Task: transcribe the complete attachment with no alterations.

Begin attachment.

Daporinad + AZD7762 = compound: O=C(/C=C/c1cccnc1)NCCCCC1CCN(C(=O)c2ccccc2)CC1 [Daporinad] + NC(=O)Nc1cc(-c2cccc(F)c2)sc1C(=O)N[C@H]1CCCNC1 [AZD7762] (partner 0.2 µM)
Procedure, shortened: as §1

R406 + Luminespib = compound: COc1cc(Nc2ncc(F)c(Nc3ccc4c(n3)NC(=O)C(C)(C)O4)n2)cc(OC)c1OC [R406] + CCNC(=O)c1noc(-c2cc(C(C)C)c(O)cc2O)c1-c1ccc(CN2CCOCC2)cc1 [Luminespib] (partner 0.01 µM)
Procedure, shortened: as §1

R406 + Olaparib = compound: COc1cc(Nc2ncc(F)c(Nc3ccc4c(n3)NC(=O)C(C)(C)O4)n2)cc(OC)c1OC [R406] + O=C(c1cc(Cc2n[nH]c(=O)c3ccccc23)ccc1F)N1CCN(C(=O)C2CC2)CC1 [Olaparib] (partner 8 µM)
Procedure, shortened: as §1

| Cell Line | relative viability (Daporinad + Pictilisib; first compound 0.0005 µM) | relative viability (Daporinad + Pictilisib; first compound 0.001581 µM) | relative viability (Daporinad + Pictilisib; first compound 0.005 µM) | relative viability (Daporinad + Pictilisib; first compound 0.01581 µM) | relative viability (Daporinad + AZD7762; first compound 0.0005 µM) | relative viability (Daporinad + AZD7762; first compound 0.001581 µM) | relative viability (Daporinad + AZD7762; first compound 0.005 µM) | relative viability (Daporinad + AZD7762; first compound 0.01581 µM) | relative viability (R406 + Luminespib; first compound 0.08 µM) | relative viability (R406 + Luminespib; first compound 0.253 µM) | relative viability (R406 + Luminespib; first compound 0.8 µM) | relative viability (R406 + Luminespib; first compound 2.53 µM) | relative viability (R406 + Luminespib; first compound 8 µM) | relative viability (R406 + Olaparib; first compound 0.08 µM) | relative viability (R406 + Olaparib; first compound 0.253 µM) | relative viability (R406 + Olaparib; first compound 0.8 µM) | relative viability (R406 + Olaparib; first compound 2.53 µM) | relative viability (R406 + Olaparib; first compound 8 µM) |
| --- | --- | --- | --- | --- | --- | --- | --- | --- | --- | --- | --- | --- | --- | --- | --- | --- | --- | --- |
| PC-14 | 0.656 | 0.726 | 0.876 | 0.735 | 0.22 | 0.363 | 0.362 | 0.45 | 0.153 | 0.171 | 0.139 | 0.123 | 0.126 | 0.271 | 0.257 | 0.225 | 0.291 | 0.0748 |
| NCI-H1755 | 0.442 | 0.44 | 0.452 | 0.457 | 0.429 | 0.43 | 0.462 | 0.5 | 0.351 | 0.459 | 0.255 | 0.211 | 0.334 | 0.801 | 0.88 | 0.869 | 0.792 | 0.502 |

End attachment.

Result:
Daporinad + AZD7762 = compound: O=C(/C=C/c1cccnc1)NCCCCC1CCN(C(=O)c2ccccc2)CC1 [Daporinad] + NC(=O)Nc1cc(-c2cccc(F)c2)sc1C(=O)N[C@H]1CCCNC1 [AZD7762] (partner 0.2 µM)
Procedure, shortened: as §1

R406 + Luminespib = compound: COc1cc(Nc2ncc(F)c(Nc3ccc4c(n3)NC(=O)C(C)(C)O4)n2)cc(OC)c1OC [R406] + CCNC(=O)c1noc(-c2cc(C(C)C)c(O)cc2O)c1-c1ccc(CN2CCOCC2)cc1 [Luminespib] (partner 0.01 µM)
Procedure, shortened: as §1

R406 + Olaparib = compound: COc1cc(Nc2ncc(F)c(Nc3ccc4c(n3)NC(=O)C(C)(C)O4)n2)cc(OC)c1OC [R406] + O=C(c1cc(Cc2n[nH]c(=O)c3ccccc23)ccc1F)N1CCN(C(=O)C2CC2)CC1 [Olaparib] (partner 8 µM)
Procedure, shortened: as §1

| Cell Line | relative viability (Daporinad + Pictilisib; first compound 0.0005 µM) | relative viability (Daporinad + Pictilisib; first compound 0.001581 µM) | relative viability (Daporinad + Pictilisib; first compound 0.005 µM) | relative viability (Daporinad + Pictilisib; first compound 0.01581 µM) | relative viability (Daporinad + AZD7762; first compound 0.0005 µM) | relative viability (Daporinad + AZD7762; first compound 0.001581 µM) | relative viability (Daporinad + AZD7762; first compound 0.005 µM) | relative viability (Daporinad + AZD7762; first compound 0.01581 µM) | relative viability (R406 + Luminespib; first compound 0.08 µM) | relative viability (R406 + Luminespib; first compound 0.253 µM) | relative viability (R406 + Luminespib; first compound 0.8 µM) | relative viability (R406 + Luminespib; first compound 2.53 µM) | relative viability (R406 + Luminespib; first compound 8 µM) | relative viability (R406 + Olaparib; first compound 0.08 µM) | relative viability (R406 + Olaparib; first compound 0.253 µM) | relative viability (R406 + Olaparib; first compound 0.8 µM) | relative viability (R406 + Olaparib; first compound 2.53 µM) | relative viability (R406 + Olaparib; first compound 8 µM) |
| --- | --- | --- | --- | --- | --- | --- | --- | --- | --- | --- | --- | --- | --- | --- | --- | --- | --- | --- |
| PC-14 | 0.656 | 0.726 | 0.876 | 0.735 | 0.22 | 0.363 | 0.362 | 0.45 | 0.153 | 0.171 | 0.139 | 0.123 | 0.126 | 0.271 | 0.257 | 0.225 | 0.291 | 0.0748 |
| NCI-H1755 | 0.442 | 0.44 | 0.452 | 0.457 | 0.429 | 0.43 | 0.462 | 0.5 | 0.351 | 0.459 | 0.255 | 0.211 | 0.334 | 0.801 | 0.88 | 0.869 | 0.792 | 0.502 |